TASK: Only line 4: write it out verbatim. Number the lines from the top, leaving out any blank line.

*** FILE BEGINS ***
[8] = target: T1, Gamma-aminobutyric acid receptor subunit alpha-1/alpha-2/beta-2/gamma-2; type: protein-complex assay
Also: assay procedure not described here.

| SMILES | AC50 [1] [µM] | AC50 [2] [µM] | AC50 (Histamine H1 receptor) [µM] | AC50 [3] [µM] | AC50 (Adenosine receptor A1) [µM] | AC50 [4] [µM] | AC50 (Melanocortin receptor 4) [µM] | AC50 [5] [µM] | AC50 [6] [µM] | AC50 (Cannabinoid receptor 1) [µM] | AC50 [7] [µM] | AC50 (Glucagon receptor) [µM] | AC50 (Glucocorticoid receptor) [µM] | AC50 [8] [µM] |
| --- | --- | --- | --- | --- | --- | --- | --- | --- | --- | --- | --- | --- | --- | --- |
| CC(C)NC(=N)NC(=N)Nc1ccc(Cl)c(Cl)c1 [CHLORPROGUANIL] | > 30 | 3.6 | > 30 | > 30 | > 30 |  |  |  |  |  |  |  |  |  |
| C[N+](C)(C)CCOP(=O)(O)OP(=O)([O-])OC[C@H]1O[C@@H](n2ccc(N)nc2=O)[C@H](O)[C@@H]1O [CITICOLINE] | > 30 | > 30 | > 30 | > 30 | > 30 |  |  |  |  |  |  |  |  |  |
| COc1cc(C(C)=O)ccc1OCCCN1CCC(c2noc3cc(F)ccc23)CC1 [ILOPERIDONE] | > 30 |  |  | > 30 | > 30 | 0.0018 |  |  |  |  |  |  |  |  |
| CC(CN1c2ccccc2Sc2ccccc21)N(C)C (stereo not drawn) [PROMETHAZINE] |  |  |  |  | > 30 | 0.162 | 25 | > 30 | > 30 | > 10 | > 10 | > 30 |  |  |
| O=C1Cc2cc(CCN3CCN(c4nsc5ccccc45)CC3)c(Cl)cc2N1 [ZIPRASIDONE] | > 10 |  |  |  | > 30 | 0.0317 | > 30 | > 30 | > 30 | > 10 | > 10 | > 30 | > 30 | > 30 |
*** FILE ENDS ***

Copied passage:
| --- | --- | --- | --- | --- | --- | --- | --- | --- | --- | --- | --- | --- | --- | --- |